Beginning with a simple Facebook group, Danish entrepreneur Jeppe Carlson, or JP as he is known, set himself on the path to launching the first digital agency in Laos. That Facebook group was So-So Club, an online meeting place for young people that were not lo-so (low society), but not hi-so (high society): just So-So.
The group, founded in 2009, functioned like an online community whose aim was to bring together Lao people from all walks of life. Membership swelled rapidly, and JP was soon holding hold events for the group to get together offline, as well as online.
“I remember we launched a private So-So party in an abandoned office building. We turned it into a sort of a pop-up nightclub for one night. We even used an old bathroom for the DJ booth,” says JP.
And with the venues came sponsors, because So-So group was quickly being noticed. Carlsberg Group began sponsoring the events to help promote their brand, which placed JP firmly on their radar.
After a brief foray into POS systems in other parts of Southeast Asia, JP returned to Laos to assess the market. Beerlao reached out to him, asking if there was a way he could help them with their nascent digital marketing campaign.
“They came to me and they asked if I can help them with some digital marketing. I told them I’m not an expert, but I’m willing to give it a try.”
And so, in early 2012, Digital Monkey was born (in JP’s living room).
“Within six months we were managing most of their major brands. We started off with myself and a few other guys. We worked from my living room, creating content and doing some photoshoots for the Beerlao Facebook pages.”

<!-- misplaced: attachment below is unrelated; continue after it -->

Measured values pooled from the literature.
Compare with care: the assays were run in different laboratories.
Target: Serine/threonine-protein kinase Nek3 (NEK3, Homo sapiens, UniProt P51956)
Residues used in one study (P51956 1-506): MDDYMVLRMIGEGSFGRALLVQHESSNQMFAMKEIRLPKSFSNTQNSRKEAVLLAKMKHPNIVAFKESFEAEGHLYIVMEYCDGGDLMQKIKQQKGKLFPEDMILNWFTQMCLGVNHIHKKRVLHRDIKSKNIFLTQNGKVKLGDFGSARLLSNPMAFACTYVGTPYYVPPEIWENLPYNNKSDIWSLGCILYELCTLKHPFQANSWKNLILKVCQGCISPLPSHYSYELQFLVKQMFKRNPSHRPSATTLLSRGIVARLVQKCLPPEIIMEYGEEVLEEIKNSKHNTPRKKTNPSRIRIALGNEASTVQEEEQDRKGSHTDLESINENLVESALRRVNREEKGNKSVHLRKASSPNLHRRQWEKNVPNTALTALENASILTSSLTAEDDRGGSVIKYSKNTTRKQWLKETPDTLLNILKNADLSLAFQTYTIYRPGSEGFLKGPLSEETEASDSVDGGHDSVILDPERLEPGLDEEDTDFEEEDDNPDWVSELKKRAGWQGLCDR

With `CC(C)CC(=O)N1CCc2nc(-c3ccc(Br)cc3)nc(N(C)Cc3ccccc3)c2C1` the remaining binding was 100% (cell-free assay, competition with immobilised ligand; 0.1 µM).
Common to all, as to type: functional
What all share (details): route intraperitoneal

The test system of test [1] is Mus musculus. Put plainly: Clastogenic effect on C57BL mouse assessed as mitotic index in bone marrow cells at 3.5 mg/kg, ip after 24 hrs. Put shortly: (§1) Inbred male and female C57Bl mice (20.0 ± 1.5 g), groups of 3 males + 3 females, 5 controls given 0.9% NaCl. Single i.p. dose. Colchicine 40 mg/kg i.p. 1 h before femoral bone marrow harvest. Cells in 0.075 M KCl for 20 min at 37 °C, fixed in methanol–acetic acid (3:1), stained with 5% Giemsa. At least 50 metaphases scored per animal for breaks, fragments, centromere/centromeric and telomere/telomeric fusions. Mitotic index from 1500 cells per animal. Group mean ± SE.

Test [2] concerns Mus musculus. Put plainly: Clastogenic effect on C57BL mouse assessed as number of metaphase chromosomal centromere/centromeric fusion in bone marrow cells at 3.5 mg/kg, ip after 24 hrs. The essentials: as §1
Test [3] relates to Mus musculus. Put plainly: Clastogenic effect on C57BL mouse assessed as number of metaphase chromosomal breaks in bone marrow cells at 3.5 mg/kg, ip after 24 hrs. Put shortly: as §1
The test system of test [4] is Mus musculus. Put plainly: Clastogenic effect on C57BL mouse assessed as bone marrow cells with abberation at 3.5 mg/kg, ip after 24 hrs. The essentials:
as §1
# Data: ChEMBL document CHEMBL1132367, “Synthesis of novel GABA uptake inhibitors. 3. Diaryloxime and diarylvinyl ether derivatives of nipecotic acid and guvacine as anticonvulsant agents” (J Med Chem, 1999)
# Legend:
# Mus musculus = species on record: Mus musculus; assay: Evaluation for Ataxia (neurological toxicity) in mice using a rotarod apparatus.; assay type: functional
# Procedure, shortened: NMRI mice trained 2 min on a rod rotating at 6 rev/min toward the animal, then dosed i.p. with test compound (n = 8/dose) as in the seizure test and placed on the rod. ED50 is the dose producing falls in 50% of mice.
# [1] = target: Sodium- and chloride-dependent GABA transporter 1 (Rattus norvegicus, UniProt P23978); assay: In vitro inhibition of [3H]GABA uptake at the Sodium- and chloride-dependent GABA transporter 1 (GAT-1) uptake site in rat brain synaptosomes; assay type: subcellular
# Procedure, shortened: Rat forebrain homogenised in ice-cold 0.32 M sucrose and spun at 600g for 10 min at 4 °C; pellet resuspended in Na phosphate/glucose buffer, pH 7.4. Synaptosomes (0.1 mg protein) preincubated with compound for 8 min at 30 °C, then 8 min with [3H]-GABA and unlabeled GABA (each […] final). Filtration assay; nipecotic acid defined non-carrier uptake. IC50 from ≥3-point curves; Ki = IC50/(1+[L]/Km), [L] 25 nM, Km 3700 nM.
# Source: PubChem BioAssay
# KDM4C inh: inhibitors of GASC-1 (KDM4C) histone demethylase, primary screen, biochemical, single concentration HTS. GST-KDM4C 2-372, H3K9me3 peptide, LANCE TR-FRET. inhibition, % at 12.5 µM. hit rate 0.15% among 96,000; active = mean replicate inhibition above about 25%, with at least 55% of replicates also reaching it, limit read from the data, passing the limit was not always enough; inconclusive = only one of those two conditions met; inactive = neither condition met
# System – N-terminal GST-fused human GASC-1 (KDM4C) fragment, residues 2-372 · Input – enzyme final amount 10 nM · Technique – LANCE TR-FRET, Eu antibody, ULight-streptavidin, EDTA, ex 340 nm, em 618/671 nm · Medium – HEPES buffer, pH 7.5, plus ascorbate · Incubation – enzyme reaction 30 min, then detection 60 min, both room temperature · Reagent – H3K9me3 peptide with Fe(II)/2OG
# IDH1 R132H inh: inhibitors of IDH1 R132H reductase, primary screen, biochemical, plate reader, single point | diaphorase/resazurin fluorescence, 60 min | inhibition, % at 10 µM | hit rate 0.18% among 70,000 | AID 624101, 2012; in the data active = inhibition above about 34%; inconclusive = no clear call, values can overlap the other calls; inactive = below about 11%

And from there, the list of clients just kept growing and growing, along with the number of Facebook users in Laos. And after JP teamed up with some local partners, a number of big names such as Lao Ford City, Unilever, Beeline, and Express Food Group signed up with Digital Monkey.
“Everybody in Laos knew that they had to do something digital. But very few people knew how to do it. We were able to assist them in engaging with their audiences in a way that had never been done before,” says JP.
“Where digital marketing differs from traditional marketing is that in the old logic of marketing, you have a one-way conversation. You as a brand have a message and you communicate that – through radio, billboards, television – it’s a one-way conversation. While with social media it becomes a two-way conversation. Nobody likes to have a one-way conversation: we like to have a dialogue.”
Now days, the Digital Monkey office takes up a whole third floor at the K&C building, and boasts a large troupe of digital primates busily working away on content, video, and managing the social media presence of some of the biggest names in Laos.
JP says that the digital world is changing at an ever faster rate. From text to pictures, and now to video, the trick is to catch the wave before it lands, and ensure that your marketing strategy remains resilient and adaptable.
But that’s only a one-banana problem for Digital Monkey.
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Text by: CAMERON DARKE
Photographs by: PHOONSAB THEVONGSA